Your Pyrography Ph.D

Your Pyrography Ph.D


There are three elements that will allow you to burn anything at any time. These three controls can be used to troubleshoot any issue and address any challenge you may ever have in pyrography.

And in this article I am going to explain what they are, how they work, and when you can use them.

They form the acronym Ph.D for Pressure, Heat and Duration. And so knowing and understanding how to use them allows you to have an advanced ability to troubleshoot intelligently and approach challenges with efficiency.

P is for Pressure

The first element is pressure. Applying more pressure will give you a darker burn. This also allows you to engrave on the surface of the wood, creating texture. Easing up on your pressure will result in a lighter burn mark.
Pressure allows you to adjust your burns immediately without losing time turning your heat up or down.
Design wise, pressure can create interesting textures and subtleties in your artwork that are impossible with other two dimensional mediums.

H is for Heat

It may seem obvious that more heat will result in a darker burn and less heat in a lighter burn but this bears repeating.

Remembering that your comfort is directly related to the amount of control you have while burning, gives you the ability to understand when to use this element as opposed to others to troubleshoot and correct.

If you have a critical area in your design, one that requires precision, turning down your heat gives you the time to position your pen properly and make adjustments if there is an issue. I use this extensively when working on eyes since I know that any deviation will dramatically change the artwork.

D is for Duration

Your duration or speed is perhaps the simplest adjustment you can make for your burning. Because it is the heat that is doing the work, the longer your pen remains on the wood  the darker the burn will be.

This is the main principle in shading. Slowing down in the darker areas and speeding up in the lighter areas helps you to maintain smooth and steady rhythm without having to wait for your tool to heat up or cool down.

This is also an excellent element to adjust when you work with grain or soft/resistant areas of the surface. Hitting a soft spot can result in extremely dark burns so if you notice this simply speed up your stroke when you hit that section. The same is true for hard/resistant areas, simply slow down to allow your tool to do its job properly. This will create a consistent look to your burning.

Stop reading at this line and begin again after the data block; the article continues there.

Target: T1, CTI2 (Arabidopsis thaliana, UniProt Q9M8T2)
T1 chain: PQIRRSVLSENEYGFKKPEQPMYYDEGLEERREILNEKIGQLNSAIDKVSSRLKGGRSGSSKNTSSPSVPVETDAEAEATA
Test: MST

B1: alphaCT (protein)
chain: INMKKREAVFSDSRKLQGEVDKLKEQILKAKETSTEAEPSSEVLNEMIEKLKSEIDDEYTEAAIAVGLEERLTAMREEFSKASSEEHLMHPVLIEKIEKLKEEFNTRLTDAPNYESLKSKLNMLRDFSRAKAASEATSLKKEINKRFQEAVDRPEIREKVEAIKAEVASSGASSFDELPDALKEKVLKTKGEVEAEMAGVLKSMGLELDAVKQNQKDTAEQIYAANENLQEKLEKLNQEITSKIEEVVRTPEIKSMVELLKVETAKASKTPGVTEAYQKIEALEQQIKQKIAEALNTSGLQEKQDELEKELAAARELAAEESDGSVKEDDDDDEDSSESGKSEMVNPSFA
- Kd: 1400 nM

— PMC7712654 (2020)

In addition, burning on wood with a skew – particularly when doing animal fur or feathers – can become challenging when you burn parallel with the grain. The blade of your skew will tend to sink into the grain and produce a darker burn. Employing a faster speed will keep your burns consistent, even if you do sink in.

Congratulations! You now have your Pyrography Ph.D!  And just like any Ph.D it is time to put this knowledge into practice.

Understanding these three elements allows you to approach your work from a place of confidence because you understand the physics of what is happening and how to control it. These elements may not necessarily make your work easier or faster but they will allow you to make the necessary decisions to burn successfully on any surface.

Interested in diving deeper? Be sure to sign up for my FREE Burning Basics Video series to get more information on these principles and see them in action!

8 Responses

  1. Paul J Klonowski
    | Reply
  2. Donna
    | Reply

    I have always been self taught with all of my art projects. I love pyrography and have wished I could find someone to give me some tips on technique. Your site should help me a great deal.

    • Sharon
      | Reply

      Awesome! Glad you find it helpful as I plan on adding LOTS more content from over 10 years of teaching.
      Thanks for reading!

  3. Alejandro
    | Reply

    buena información

    • Sharon
      | Reply


  4. Albena
    | Reply

    Thank you for all the helpful tools!

  5. Terry Clanton
    | Reply

    On your horse pictures , how do I get the mane as dark as yours or should I ?
    Should I add flowing lines until it is full then shade darker ?

    • Sharon Bechtold
      | Reply

      Slow down your speed to get darker lines. Don’t resort to shading everything, it makes the burning muddy. Shading is like salt, if used wisely it enhances everything. But if overused it will ruin it. Take your time and let the heat do the work.

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